South Africa’s Tokyo Sexwale presented his pitch on his FIFA presidency bid on Saturday, alongside his French counterpart Jerome Champagne. The two candidates presented their reform battle plan for the scandal-hit FIFA before journalists in Johannesburg, South Africa.
“The reason we have put ourselves up as candidates is because we feel that the brand is damaged and things need to be done not in the same old way, in a different way,” Sexwale told the news conference.
62-year-old Sexwale is a businessman and politician in South Africa, who also sat on the organising committee of the 2010 South Africa World Cup and led his country’s team in the now defunct A1 GP motor racing series.
..I am now on Twitter! I am the Minister of Human Settlements in South Africa…— Tokyo Sexwale (@SexwaleTokyo) 17 Mars 2011
He has become an ardent proponent of anti-racism in the game, once likening racism in football to “a monster that is trying to infiltrate sporting fields”.
“I think the time for diversity has arrived,” he continued. “If Jerome or anybody of colour opposite to myself becomes president we will work with that person, but I’m here. Not to keep quiet like a slave and pretend these things are not happening, they are happening. If it was five years maybe we can live with that, a century? Let’s talk.”
On his part, Champagne declared himself as a candiate against Sepp Blatter for the presidency in 2015 but withdrew when he did not get enough votes. After Blatter stood down later in 2015, Champagne, formerly a FIFA executive member, declared himself a candidate once again.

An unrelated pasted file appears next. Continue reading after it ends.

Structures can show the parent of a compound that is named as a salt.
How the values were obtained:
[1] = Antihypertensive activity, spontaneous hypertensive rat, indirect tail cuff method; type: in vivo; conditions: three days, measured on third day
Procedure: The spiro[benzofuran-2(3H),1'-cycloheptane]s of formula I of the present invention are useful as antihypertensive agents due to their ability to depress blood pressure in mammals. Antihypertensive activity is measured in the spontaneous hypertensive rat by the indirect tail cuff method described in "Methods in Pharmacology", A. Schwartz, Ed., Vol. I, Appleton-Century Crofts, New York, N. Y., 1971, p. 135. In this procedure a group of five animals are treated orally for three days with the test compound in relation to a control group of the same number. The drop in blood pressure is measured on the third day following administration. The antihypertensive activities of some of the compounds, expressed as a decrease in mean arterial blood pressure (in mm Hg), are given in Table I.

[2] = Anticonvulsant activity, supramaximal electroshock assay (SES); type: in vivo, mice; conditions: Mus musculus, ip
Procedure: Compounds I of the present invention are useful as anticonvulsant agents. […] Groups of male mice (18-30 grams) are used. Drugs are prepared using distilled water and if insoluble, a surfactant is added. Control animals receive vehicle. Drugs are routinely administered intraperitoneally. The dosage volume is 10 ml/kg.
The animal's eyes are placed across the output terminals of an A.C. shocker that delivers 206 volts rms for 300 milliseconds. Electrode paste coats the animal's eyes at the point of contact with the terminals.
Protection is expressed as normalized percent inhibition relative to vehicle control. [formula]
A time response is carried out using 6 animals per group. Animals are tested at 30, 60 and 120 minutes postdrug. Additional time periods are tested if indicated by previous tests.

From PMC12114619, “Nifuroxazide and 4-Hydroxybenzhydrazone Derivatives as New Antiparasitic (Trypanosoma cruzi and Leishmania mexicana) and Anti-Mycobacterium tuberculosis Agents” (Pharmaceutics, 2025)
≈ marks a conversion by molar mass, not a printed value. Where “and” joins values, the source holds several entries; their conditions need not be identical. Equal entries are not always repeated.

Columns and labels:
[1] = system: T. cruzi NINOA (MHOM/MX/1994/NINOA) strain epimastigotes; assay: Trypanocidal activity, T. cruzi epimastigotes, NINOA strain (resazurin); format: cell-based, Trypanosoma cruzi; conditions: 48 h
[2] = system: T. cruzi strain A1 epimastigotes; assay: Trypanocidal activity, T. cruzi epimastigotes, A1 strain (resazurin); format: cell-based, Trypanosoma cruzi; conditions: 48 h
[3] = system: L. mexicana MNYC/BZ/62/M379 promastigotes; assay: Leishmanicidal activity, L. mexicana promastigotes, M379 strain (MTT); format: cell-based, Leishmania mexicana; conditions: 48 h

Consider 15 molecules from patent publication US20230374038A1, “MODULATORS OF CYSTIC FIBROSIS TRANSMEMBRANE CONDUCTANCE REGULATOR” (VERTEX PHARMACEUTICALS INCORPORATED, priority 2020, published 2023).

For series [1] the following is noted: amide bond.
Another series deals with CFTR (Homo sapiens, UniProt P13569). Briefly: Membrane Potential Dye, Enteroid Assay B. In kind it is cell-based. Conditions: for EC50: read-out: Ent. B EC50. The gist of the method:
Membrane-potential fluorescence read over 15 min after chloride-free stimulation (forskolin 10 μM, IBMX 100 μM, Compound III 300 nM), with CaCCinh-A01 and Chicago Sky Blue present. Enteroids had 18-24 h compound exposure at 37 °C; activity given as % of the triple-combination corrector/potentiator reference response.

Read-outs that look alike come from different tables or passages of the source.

“I do believe that with the experience I have, I can lead FIFA because I served the football and I served the federation and it’s not a matter of origin, it’s a matter of experience, it’s a matter of knowing exactly how to manange a structure. To know exactly what can be kept, development programmes that we need to increase, women’s football we need to increase, taking the FIFA competition everywhere but because I was pushed out of FIFA by a coalition of people who are all suspended today – I know exactly what needs to be changed and that is the experience that I will provide,” he said.
Both men worked together on South Africa’s successful bid for the 2010 World Cup, and spoke of their regard for each other, but both have struggled for support in February’s election.
There are three other candidates: Jordanian royal Prince Ali Bin Al Hussein, president of the Asian Football Confederation (AFC) Sheikh Salman Bin Ebrahim Al Khalifa of Bahrain and Gianni Infantino, UEFA general secretary. UEFA’s president Michel Platini cannot stand as he has been suspended by FIFA, a decision he is seeking to overturn.